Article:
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RE: Merge tracking

From: Gino Marckx <gino.marckx_at_xodiac.be>
Date: 2005-04-07 09:08:47 CEST

Hi there,

I saw that the discussion about merge tracking has been opened again,
which is a very good thing. In my opinion this is THE major reason why a
company would choose to use ClearCase instead of Subversion.
Most documentation I read so far lacked one important issue though. When
using parallel development in a company, a lot of branches are created,
resulting in a lot of merge actions in the end.

I usually work with the following sheme: there is a main branch for every
major release, and subbranches for every feature. All features are
developed separately and when fully tested and production ready, they are
integrated in the main branch. Now, before integration, the changes in
the main branch (e.g. integration of other features) need to be merged
into the feature branch, to test the integration locally. If all unit
tests work, the complete feature branch can be integrated and closed. I
like to call these actions rebase and integrate. A rebase is a merge from
the parent branch to the child branch, an integrate is the other way

There are a few things to keep in mind when using Subversion with this
branching scheme.

1. Off course, it is wise to rebase regularly, to test the integration in
small steps, every time a feature is integrated in the main branch. It is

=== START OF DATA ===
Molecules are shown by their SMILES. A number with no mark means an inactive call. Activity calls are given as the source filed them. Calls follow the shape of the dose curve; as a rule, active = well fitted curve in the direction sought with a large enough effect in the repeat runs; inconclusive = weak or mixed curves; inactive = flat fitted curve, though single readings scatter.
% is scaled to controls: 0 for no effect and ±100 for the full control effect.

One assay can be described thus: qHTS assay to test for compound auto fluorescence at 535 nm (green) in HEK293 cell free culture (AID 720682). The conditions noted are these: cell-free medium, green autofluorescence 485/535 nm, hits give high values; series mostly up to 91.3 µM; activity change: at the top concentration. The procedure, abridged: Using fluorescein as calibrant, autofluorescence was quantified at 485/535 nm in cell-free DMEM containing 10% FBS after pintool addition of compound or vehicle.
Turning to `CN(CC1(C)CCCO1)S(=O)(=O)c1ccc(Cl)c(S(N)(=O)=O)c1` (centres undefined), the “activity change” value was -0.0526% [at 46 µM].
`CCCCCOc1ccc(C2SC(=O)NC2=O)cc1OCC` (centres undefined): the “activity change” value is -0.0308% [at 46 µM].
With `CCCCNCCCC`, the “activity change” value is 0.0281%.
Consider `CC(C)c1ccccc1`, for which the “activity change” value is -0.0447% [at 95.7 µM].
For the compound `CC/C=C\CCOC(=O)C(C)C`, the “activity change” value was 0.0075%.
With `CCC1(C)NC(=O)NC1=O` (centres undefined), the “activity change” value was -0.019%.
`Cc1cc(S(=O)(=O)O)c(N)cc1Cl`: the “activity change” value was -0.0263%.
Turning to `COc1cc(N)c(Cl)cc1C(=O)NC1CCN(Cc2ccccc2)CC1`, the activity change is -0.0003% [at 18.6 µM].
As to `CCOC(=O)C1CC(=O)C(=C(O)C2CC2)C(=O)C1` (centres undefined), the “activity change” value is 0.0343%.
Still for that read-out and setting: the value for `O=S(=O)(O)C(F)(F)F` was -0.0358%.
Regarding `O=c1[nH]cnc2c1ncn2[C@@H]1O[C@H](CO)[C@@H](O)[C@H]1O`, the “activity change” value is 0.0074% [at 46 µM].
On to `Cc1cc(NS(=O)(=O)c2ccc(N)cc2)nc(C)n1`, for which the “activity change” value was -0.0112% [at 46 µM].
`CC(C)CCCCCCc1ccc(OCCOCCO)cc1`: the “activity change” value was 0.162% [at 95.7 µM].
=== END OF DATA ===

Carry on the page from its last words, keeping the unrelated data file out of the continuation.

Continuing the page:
important that what has been merged in a previous rebase is not merged
again. But everybody is aware of this problem and it has been documented
a few times already.

2. When integrating, the changes on the child branch that result from the
rebase action (and thus are coming from the parent branch) do not need to
be integrated in the parent branch. Otherwise these changes will be
duplicated. Solving this means that somehow the merge tool needs to know
that changeset X is already in the parent branch. Solving this also means
solving 'transitive merges'. Given branches A, B and C, these are a few
examples of what I call 'transitive merges':
- if A:3 is merged into B:5 and A:3 is merged into C:7, then a merge from
B:6 into C:8 needs to ignore the changeset from the merge from A:3 into
- if A:3 is merged into B:5 and B:5 is merged into C:7, then a merge from
A:6 into C:8 needs to ignore the changeset from the merge from A:3 into

3. What if the rebase action results in on or more conflicts? The
conflicts will be solved in the child branch and committed. This
changeset will be registered as the merge. But when integrating, this
changeset is ignored because of the situation explained in 2. So there
will be a conflict again. This is off course inacceptable. When doing
the merge manually, you would copy the conflicting files from the child
branch to the parent branch, but this is of course only possible when you
are sure nothing changed on the parent branch since the last rebase. How
could we solve this? In my opinion, this is the most difficult part of
the merge tracking problem...

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Received on Thu Apr 7 12:12:40 2005

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